In the period described in the Book of Shoftim, our neighbors caused us great troubles, similar to that described in Tehillim: "All of the nations surrounded me…they surely surrounded me" (Tehillim 118:10-11).  But in the merit of the Divine Presence resting on that judge, the prophetess, we received amazing results: "The Land was quiet for forty years" (Shoftim 5:31). This allowed us to renew our strength for what was coming next.

 

How did Devorah attain such results?  It was not due to military talent, but to her being a spiritual hero: a prophetess!  This central figure of the Nation of Israel reached a high level of philosophical and ethical spiritually.  The spiritual greatness given to her influenced Barak ben Avinoam, the Chief of Staff, who feared going into battle.  Devorah taught him to attack the enemy, even though "it had nine hundred chariots of iron, and greatly oppressed the Children of Israel for twenty years" (Shoftim 4:3).  "And she sent and called Barak ben Avinoam of Kedesh Naftali and said to him: Hasn't Hashem, G-d of Israel, commanded, 'Go and gather people from Mount Tabor" (ibid. v. 6).  Barak, who feared competing with an enemy who instilled fear, responded to her: "If you go with me, I will go.  But if you do not go with me, I will not go" (ibid. v. 8).  Devorah said: "I will surely go with you" (ibid. v. 9).  She is the one who filled the Chief of Staff with strength and courage.

 

We learn from Our Rabbi, Ha-Rav Tzvi Yehudah, that this type of prophecy still applies today, since spiritual strength is what provides the Nation with national, idealistic motivation, which in turn leads to military courage.  Spiritual weakness and a lack of Torah commitment endangers us on a military and national level.  We must increase our faith and connection to Hashem.  The more we develop ourselves in a spiritual sense, the more we dedicate ourselves for the sake of the Nation of Israel, the more we will influence the Nation (Sichot Ha-Rav Tzvi Yehudah ibid.).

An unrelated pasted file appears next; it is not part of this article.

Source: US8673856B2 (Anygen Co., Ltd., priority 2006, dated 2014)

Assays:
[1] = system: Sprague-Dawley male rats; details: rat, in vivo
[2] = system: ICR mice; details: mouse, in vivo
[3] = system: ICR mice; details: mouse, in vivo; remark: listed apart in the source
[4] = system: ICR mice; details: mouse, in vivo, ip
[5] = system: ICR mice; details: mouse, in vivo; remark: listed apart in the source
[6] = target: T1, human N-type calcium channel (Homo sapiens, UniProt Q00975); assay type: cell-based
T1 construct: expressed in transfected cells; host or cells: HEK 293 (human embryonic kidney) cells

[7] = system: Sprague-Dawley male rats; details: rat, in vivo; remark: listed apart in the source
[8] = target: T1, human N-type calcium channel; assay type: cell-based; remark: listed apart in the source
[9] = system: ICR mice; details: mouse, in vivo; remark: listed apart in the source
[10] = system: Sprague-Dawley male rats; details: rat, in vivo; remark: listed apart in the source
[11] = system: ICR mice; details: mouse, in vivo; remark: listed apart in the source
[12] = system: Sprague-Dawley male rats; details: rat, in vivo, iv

When we sanctify Hashem's Name before the nations, they will respond with exalted awe and respect towards us.  Our weaknesses, hesitations, yielding, compromises, degradations, humbling ourselves, will have no place and will completely disappear. 

 

The Song of Devorah points to an additional problem – one that we still have today: different factions were created within the Nation of Israel (Shoftim 15-16).  This problem must be fixed forcefully, because it is essential that a spirit of peace, unity, respect and mutual understanding rests among us.  Our Rabbis express this idea in a harsh manner: "Great is peace, for even if they worship idols and peace prevails, Hashem says: I am able to rule over them when there is peace between them" (Bereshit Rabbah 38:6), as it says: "Efraim is united in idol-worship, [lit. joined to idols] leave him alone" (Hosea 4:17). If the Tribe of Efraim is united, even if it is involved with idol worship, no harm will befall them.

 

So too, if the situation in our Land is extremely complex and problematic, but we live in peace with one another, we will merit a Divine blessing.  "Hashem will give strength to His Nation, Hashem will bless His Nation with peace" (Tehilim 29:10).  Hashem will send us His blessing, despite all of the international pressure which is upon us.